Google+

Blinded by Science: Brettanomyces or Not?

Leave a comment

July 17, 2015 by fhsteinbart


Here we see a Brettanomyces fermentation after the lag phase.

Here we see a Brettanomyces fermentation after the lag phase.

When the uproar about WLP 644 began last December, there was much debate about whether it was a true Brettanomyces culture or not.  Omega yeast labs determined that the Genotype was that of Saccharomyces cerevisiae.  While it’s still gave the advertised flavor and aroma profile only blends number two and number three were true Brettanomyces cultures.  What this really boils down to is whether are not the brewer obtains the desired flavor and aroma components as found in their beer.  In this context I believe that more depth of complexity can be obtained by careful blending of different yeast species.  While most home brewers are accustomed to brewing with singles strains of yeast, certain flavor and aromatic components can be accentuated by using careful inoculations of wild yeast and/or bacteria.  This is where Brettanomyces comes in as another tool in the repertoire of beer brewers. These cultures can also produce large amounts of ethyl lactate and ethyl acetate along with some acetic acid. These cultures can remain active for as long as 16 months on average.  So if you want to really get a sour beer without the presence of Brettanomyces you can always add up to 10% acidulated malt to the grist and perform a lactic acid rest (105°F~113°F) and then use a no boil method to producer sour beer.  If you wish to halt further souring activity you can alternatively pasteurize the wort first then inoculate with your single or multi-strain yeast.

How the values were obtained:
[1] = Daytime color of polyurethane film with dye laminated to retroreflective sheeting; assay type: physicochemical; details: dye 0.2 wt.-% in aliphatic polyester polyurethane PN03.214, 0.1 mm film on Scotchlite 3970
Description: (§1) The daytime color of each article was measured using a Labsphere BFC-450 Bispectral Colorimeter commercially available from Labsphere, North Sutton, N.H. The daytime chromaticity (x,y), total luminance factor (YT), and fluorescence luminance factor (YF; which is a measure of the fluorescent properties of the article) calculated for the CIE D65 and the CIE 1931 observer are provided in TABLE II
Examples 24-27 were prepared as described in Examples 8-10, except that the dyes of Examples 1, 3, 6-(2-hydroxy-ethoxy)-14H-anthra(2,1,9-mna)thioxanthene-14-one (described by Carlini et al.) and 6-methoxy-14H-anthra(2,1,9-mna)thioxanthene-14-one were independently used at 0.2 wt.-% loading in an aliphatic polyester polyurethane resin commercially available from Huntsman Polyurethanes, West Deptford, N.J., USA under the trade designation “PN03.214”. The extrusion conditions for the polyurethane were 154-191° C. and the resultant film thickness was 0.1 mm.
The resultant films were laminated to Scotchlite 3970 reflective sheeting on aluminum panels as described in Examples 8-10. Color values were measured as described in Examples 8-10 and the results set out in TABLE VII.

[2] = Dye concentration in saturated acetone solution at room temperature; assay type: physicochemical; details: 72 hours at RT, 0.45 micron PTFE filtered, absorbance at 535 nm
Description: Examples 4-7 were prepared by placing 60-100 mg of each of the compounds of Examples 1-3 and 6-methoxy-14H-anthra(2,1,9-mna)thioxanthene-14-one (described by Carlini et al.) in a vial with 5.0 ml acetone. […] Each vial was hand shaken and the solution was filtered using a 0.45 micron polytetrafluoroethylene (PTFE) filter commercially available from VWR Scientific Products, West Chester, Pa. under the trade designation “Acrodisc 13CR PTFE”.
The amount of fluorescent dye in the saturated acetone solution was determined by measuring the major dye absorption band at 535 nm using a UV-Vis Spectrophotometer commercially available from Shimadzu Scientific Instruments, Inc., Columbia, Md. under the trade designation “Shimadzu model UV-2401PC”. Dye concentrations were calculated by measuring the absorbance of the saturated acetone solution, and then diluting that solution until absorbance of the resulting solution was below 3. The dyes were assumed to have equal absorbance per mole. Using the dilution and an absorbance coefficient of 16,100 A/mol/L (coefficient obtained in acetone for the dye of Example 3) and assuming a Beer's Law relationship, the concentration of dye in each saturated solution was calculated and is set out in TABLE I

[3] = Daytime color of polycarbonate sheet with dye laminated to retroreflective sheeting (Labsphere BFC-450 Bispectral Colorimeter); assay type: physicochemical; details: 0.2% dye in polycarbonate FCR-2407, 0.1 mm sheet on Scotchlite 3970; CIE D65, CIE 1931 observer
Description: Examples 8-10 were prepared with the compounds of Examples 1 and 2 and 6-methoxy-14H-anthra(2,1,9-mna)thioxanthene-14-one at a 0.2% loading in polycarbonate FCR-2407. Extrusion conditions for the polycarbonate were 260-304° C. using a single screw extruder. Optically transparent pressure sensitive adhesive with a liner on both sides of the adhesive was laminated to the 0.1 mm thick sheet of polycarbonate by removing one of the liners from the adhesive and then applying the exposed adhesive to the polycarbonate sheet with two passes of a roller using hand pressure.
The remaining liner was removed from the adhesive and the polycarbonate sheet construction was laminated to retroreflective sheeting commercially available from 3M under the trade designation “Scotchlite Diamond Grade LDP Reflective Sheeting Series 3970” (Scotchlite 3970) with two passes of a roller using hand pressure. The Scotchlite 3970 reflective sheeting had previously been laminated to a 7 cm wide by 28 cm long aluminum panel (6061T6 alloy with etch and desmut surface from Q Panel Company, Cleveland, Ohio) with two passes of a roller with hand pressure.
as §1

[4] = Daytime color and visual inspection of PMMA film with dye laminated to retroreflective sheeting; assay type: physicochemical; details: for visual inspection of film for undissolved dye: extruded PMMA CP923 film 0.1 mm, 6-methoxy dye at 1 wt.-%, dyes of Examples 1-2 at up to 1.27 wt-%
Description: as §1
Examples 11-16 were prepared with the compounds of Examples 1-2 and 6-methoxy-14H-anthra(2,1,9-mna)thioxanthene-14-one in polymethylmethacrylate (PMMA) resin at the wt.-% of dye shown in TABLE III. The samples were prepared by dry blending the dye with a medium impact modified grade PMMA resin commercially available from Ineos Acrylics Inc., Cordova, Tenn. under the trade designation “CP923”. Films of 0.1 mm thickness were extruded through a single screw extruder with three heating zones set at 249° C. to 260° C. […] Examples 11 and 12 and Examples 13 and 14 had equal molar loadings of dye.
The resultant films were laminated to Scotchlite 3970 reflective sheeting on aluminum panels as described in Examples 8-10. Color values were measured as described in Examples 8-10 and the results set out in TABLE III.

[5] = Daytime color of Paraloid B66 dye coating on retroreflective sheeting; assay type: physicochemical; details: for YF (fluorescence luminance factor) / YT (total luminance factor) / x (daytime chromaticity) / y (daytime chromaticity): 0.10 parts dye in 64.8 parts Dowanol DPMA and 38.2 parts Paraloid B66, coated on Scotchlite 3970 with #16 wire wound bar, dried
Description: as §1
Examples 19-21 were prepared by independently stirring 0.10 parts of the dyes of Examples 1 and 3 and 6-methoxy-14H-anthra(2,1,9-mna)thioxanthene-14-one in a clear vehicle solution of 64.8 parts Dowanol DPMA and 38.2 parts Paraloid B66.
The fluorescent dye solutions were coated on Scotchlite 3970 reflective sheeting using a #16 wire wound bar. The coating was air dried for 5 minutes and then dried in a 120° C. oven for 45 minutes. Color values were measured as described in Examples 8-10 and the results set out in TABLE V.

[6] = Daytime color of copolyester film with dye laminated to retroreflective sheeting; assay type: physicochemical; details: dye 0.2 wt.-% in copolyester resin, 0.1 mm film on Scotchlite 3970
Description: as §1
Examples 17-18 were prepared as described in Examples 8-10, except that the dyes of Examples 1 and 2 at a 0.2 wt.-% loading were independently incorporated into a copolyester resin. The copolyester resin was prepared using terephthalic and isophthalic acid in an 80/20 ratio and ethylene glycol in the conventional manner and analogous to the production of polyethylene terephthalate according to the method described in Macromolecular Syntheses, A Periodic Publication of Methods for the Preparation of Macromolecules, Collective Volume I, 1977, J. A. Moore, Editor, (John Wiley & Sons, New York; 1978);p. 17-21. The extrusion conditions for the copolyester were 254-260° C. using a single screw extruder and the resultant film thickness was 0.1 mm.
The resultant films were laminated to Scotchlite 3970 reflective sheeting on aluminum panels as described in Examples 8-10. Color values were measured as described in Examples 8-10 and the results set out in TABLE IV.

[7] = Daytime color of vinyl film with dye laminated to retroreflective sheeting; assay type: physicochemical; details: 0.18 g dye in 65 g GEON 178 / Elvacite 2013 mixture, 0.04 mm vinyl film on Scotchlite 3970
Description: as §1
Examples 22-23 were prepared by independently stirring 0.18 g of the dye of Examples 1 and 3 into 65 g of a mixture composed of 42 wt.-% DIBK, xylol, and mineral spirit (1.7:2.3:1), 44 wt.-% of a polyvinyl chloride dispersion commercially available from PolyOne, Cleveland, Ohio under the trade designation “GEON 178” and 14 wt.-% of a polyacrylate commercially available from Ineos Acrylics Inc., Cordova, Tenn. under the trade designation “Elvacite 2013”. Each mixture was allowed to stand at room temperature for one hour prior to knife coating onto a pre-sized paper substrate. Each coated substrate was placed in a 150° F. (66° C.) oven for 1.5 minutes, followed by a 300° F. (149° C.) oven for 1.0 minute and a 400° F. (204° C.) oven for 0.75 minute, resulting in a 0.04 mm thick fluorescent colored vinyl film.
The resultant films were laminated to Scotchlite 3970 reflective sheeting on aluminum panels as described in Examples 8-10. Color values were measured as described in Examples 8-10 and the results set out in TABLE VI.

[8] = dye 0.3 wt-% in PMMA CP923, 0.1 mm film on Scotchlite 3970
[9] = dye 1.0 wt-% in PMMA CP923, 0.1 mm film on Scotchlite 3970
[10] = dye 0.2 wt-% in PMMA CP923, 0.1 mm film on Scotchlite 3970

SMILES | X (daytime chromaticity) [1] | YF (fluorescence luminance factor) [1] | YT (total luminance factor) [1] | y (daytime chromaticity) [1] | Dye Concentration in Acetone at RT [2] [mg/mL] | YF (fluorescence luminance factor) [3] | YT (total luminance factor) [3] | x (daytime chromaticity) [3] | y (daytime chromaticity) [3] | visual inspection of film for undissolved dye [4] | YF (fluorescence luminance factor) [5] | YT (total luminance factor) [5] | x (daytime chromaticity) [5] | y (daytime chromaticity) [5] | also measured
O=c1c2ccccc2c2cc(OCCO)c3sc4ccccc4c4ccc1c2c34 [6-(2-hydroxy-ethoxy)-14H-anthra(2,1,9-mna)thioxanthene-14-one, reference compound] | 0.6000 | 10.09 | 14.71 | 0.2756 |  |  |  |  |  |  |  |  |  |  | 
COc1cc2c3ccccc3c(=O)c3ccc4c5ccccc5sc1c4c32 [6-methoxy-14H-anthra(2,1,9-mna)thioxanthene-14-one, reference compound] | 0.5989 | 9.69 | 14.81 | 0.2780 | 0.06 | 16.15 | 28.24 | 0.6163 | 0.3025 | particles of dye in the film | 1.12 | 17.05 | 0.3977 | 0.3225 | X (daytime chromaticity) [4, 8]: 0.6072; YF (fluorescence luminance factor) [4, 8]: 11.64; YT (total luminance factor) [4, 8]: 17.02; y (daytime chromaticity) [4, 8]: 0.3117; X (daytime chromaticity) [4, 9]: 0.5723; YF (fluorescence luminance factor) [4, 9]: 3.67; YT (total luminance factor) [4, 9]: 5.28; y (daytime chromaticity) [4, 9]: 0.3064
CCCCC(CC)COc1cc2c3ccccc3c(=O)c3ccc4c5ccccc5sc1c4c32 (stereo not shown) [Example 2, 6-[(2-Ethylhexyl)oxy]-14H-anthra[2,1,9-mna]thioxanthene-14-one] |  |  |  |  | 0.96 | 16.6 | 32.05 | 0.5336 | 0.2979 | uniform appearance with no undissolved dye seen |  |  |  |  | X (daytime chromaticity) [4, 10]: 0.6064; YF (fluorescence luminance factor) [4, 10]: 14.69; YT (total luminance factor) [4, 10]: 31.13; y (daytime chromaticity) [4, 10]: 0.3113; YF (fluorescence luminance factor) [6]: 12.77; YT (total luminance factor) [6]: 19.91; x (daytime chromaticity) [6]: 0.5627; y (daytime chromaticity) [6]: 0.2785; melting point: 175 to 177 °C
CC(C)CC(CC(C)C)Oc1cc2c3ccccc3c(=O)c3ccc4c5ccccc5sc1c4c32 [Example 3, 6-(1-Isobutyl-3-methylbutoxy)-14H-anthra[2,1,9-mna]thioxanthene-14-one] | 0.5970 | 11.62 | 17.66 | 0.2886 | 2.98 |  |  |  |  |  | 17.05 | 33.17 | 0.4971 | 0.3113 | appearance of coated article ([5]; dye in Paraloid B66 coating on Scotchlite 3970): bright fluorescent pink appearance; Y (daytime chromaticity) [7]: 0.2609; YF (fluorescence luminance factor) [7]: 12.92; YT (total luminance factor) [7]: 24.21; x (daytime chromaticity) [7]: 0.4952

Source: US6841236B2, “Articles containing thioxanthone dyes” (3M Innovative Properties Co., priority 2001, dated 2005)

Advertisements

Please Leave a Reply

Fill in your details below or click an icon to log in:

WordPress.com Logo

You are commenting using your WordPress.com account. Log Out / Change )

Twitter picture

You are commenting using your Twitter account. Log Out / Change )

Facebook photo

You are commenting using your Facebook account. Log Out / Change )

Google+ photo

You are commenting using your Google+ account. Log Out / Change )

Connecting to %s

beer sensory science

Dedicated to understanding the science of beer flavor

The Apartment Homebrewer

Brewing small batches of craft beer in a 650 sqft apartment

World's Oldest Home Beer & Wine Supply Store

Seacoast Beverage Lab

World's Oldest Home Beer & Wine Supply Store

The Not So Professional Beer Blog

World's Oldest Home Beer & Wine Supply Store

The Beer Here

World's Oldest Home Beer & Wine Supply Store

Beervana

World's Oldest Home Beer & Wine Supply Store

-=BrewmanceNW=-

World's Oldest Home Beer & Wine Supply Store

#pdxbeergeeks

World's Oldest Home Beer & Wine Supply Store

BREWPUBLIC.com

World's Oldest Home Beer & Wine Supply Store

%d bloggers like this: